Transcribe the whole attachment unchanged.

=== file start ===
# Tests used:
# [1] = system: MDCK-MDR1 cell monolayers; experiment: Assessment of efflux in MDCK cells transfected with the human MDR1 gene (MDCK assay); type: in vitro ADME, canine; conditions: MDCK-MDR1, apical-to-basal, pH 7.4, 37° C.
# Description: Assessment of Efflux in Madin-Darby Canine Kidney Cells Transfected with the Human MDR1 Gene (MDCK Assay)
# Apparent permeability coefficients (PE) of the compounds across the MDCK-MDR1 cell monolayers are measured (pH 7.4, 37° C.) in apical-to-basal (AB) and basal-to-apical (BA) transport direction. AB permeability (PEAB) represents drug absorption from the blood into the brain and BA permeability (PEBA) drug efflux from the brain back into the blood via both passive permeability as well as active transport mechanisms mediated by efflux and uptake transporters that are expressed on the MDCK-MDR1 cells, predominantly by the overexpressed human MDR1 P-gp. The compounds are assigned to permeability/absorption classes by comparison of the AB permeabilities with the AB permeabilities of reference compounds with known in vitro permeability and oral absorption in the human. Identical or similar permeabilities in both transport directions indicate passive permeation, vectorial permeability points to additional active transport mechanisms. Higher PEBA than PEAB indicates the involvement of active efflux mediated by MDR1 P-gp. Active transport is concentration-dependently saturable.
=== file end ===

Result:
# Tests used:
# [1] = system: MDCK-MDR1 cell monolayers; experiment: Assessment of efflux in MDCK cells transfected with the human MDR1 gene (MDCK assay); type: in vitro ADME, canine; conditions: MDCK-MDR1, apical-to-basal, pH 7.4, 37° C.
# Description: Assessment of Efflux in Madin-Darby Canine Kidney Cells Transfected with the Human MDR1 Gene (MDCK Assay)
# Apparent permeability coefficients (PE) of the compounds across the MDCK-MDR1 cell monolayers are measured (pH 7.4, 37° C.) in apical-to-basal (AB) and basal-to-apical (BA) transport direction. AB permeability (PEAB) represents drug absorption from the blood into the brain and BA permeability (PEBA) drug efflux from the brain back into the blood via both passive permeability as well as active transport mechanisms mediated by efflux and uptake transporters that are expressed on the MDCK-MDR1 cells, predominantly by the overexpressed human MDR1 P-gp. The compounds are assigned to permeability/absorption classes by comparison of the AB permeabilities with the AB permeabilities of reference compounds with known in vitro permeability and oral absorption in the human. Identical or similar permeabilities in both transport directions indicate passive permeation, vectorial permeability points to additional active transport mechanisms. Higher PEBA than PEAB indicates the involvement of active efflux mediated by MDR1 P-gp. Active transport is concentration-dependently saturable.